OUs –> are here to make our job as IT admins easier. The icon for an organizational unit is similar, except that a small book is superimposed on the folder.  An OU is like a container, but OUs can be manipulated by IT administrators by applying GPOs, permissions, child OUs, and delegates. OU can be used to segregate/filter department bases on the region or type of users/groups/computers.

You can create a new OU by right-clicking on domain name or on another OU. In this case I will create new OU in root.

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When I create that OU I have the abilities to protect the container from accidental deletion, this sets a flag on the permissions for that OU that eliminates the abilities to accidently click and delete the entire organizational unit at once.

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notice how this OU now has the little box next to it. What you can do now is to create additional sub-OUs and move computers/servers to it. You can create one for users, computers, groups etc under the Helsingborg OU.

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Change default container when new computers get added into our active directory domain.

As I said any server/computer that is added to our domain will automatically be placed in the Computers container. There is a way to change this so what you need to do is to get distinguished name of the OU you want to be the new default and then use the command redircmp. Run powershell as admin and run

redircmp “OU=Helsingborg,DC=nm,DC=com”

This becomes particularly handy when I start applying group policy to that Helsingborg OU. And it helps me ensure that every new computer is going to end up getting that group policy that I’ve applied.




If you need to create only 1 users then it does not matter which tool you are going to use but what if you get CSV file with 1000 users? If you would create those users manually it would take 5 days to complete. I have a csv sample with ad users which I downloaded from internet.

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We can import that csv file and see how it looks like. The command to import CSV is

Import-CSV <path>

If you take a look at csv file you will notice that we have First Name and the Lastname But if you run Get-ADUser you will notice that in powershell we have GivenName and the Surname. If you try to import this you will get user accounts without First and the Last name.

HINT!!! This csv file has Name and samAccount name but if you get csv file without those fiels you will need to add them or create them. Those are mandatory.

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Let’s run this and see how it looks like in ADUC.

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ADUC –> we can see our users but as I said without first and the last name. It is important to understand that you will not be able to edit the csv file all the time or you will not have time to do it so you will need to rename those fiels on fly.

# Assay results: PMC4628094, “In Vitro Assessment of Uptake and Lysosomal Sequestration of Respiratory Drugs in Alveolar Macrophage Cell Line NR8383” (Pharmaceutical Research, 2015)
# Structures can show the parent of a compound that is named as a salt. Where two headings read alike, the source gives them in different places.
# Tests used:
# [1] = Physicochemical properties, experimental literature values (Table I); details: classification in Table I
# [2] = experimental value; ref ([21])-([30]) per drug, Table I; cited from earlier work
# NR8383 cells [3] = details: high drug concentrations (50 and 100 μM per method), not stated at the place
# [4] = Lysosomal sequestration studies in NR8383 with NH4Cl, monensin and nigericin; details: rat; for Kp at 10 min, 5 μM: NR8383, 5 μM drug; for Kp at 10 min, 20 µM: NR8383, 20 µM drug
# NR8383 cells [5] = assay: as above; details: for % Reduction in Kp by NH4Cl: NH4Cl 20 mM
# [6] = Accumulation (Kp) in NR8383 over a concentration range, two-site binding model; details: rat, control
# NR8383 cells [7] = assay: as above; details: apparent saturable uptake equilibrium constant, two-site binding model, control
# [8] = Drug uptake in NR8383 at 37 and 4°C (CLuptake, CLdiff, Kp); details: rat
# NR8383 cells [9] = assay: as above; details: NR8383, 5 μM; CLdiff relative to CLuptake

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One example would be

Import-Csv C:\Users\Administrator\Desktop\ADusers.csv |

Select *, @{n=’GivenName’;e={$.FirstName}}, @{n=’Surname’;e={$.LastName}} |

New-ADUser -AccountPassword $(ConvertTo-SecureString “P@ssword10” -AsPlainText -Force) `
-Enabled $true -Path “OU=Helsingborg Users,OU=Helsingborg,DC=NM,DC=COM”

In second line we are using hash tables. Our csv file does not have GivenName and the Surname but we can create those using these hash tables. This is just an example on how we can fix the problem. This can be more advanced and complex but let’s leave it for another day.

2018-03-07 11_37_45-DC01 on HYPER - Virtual Machine Connection.pngLet’s say that we need to add Company name to all users in Helsingborg OU. Doing this manually is not the option if we need to change it on many users. PS can make this process much faster. We can apply same strategy to edit any field. Company parameter is just examle

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If you are not familiar with powershell be sure to learn these 3 commands first






When it comes to groups we can use New-ADGroup to create new groups. We have options to specify scope, path, category etc. Example

New-ADGroup “Test Group” -GroupScope Global -GroupCategory Security `
-Path “OU=Helsingborg Users,OU=Helsingborg,DC=NM,DC=COM”

To add group members you can use add-adgroupmember cmdlet

Add-ADGroupMember -Identity “Test Group” -Members nedimm

Now what if you have 100 users in one group and you need to add all of those users in another group. If you don’t want to use group nesting you can copy all users from one group to another with one command

Add-ADGroupMember -Identity “Test Group” -Members (Get-ADGroup -Identity “Office Users”)

These are only examples on how powershell can help us and why we need to know it.

That’s it. I hope this has been informative for you. Next part will focus on Operations Master Roles (FSMO) and Domain and Forest Functional Levels

Stay Tuned!